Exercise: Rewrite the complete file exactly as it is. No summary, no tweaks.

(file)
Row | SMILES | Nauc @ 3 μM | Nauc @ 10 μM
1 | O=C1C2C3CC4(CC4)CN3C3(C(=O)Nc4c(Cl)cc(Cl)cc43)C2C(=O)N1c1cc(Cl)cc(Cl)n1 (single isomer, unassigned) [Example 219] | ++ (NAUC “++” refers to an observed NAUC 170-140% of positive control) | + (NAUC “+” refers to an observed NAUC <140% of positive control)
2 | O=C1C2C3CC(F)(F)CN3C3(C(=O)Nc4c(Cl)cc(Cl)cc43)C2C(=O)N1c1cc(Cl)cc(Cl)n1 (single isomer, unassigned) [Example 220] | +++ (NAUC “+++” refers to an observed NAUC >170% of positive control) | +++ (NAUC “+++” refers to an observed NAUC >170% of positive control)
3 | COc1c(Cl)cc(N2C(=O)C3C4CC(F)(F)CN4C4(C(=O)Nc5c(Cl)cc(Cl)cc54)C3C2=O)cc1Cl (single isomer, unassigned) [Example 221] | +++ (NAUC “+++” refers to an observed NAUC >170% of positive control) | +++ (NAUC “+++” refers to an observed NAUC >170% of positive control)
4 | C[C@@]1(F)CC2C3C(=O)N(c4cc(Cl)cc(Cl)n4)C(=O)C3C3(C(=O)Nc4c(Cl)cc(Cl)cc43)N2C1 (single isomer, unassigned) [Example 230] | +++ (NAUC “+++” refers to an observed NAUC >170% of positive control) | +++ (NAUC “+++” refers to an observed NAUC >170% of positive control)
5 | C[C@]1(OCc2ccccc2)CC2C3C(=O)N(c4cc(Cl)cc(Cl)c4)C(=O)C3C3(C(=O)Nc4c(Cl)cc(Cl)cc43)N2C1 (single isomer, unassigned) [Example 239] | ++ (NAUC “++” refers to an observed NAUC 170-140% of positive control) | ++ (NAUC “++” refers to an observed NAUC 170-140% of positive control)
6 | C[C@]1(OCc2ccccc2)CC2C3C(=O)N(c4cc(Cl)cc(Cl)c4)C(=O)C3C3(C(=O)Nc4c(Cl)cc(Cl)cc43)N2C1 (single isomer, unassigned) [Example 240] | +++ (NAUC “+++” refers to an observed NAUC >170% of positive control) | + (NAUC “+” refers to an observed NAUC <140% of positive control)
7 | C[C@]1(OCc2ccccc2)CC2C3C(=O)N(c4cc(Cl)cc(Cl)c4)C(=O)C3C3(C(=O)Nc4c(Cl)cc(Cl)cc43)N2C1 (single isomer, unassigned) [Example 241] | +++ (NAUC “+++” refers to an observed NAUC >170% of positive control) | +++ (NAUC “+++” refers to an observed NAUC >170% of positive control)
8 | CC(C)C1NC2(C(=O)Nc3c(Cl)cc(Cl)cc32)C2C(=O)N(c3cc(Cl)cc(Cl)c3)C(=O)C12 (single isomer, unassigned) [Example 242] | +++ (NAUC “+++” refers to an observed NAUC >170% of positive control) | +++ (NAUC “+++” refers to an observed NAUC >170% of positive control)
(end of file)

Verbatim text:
Row | SMILES | Nauc @ 3 μM | Nauc @ 10 μM
1 | O=C1C2C3CC4(CC4)CN3C3(C(=O)Nc4c(Cl)cc(Cl)cc43)C2C(=O)N1c1cc(Cl)cc(Cl)n1 (single isomer, unassigned) [Example 219] | ++ (NAUC “++” refers to an observed NAUC 170-140% of positive control) | + (NAUC “+” refers to an observed NAUC <140% of positive control)
2 | O=C1C2C3CC(F)(F)CN3C3(C(=O)Nc4c(Cl)cc(Cl)cc43)C2C(=O)N1c1cc(Cl)cc(Cl)n1 (single isomer, unassigned) [Example 220] | +++ (NAUC “+++” refers to an observed NAUC >170% of positive control) | +++ (NAUC “+++” refers to an observed NAUC >170% of positive control)
3 | COc1c(Cl)cc(N2C(=O)C3C4CC(F)(F)CN4C4(C(=O)Nc5c(Cl)cc(Cl)cc54)C3C2=O)cc1Cl (single isomer, unassigned) [Example 221] | +++ (NAUC “+++” refers to an observed NAUC >170% of positive control) | +++ (NAUC “+++” refers to an observed NAUC >170% of positive control)
4 | C[C@@]1(F)CC2C3C(=O)N(c4cc(Cl)cc(Cl)n4)C(=O)C3C3(C(=O)Nc4c(Cl)cc(Cl)cc43)N2C1 (single isomer, unassigned) [Example 230] | +++ (NAUC “+++” refers to an observed NAUC >170% of positive control) | +++ (NAUC “+++” refers to an observed NAUC >170% of positive control)
5 | C[C@]1(OCc2ccccc2)CC2C3C(=O)N(c4cc(Cl)cc(Cl)c4)C(=O)C3C3(C(=O)Nc4c(Cl)cc(Cl)cc43)N2C1 (single isomer, unassigned) [Example 239] | ++ (NAUC “++” refers to an observed NAUC 170-140% of positive control) | ++ (NAUC “++” refers to an observed NAUC 170-140% of positive control)
6 | C[C@]1(OCc2ccccc2)CC2C3C(=O)N(c4cc(Cl)cc(Cl)c4)C(=O)C3C3(C(=O)Nc4c(Cl)cc(Cl)cc43)N2C1 (single isomer, unassigned) [Example 240] | +++ (NAUC “+++” refers to an observed NAUC >170% of positive control) | + (NAUC “+” refers to an observed NAUC <140% of positive control)
7 | C[C@]1(OCc2ccccc2)CC2C3C(=O)N(c4cc(Cl)cc(Cl)c4)C(=O)C3C3(C(=O)Nc4c(Cl)cc(Cl)cc43)N2C1 (single isomer, unassigned) [Example 241] | +++ (NAUC “+++” refers to an observed NAUC >170% of positive control) | +++ (NAUC “+++” refers to an observed NAUC >170% of positive control)
8 | CC(C)C1NC2(C(=O)Nc3c(Cl)cc(Cl)cc32)C2C(=O)N(c3cc(Cl)cc(Cl)c3)C(=O)C12 (single isomer, unassigned) [Example 242] | +++ (NAUC “+++” refers to an observed NAUC >170% of positive control) | +++ (NAUC “+++” refers to an observed NAUC >170% of positive control)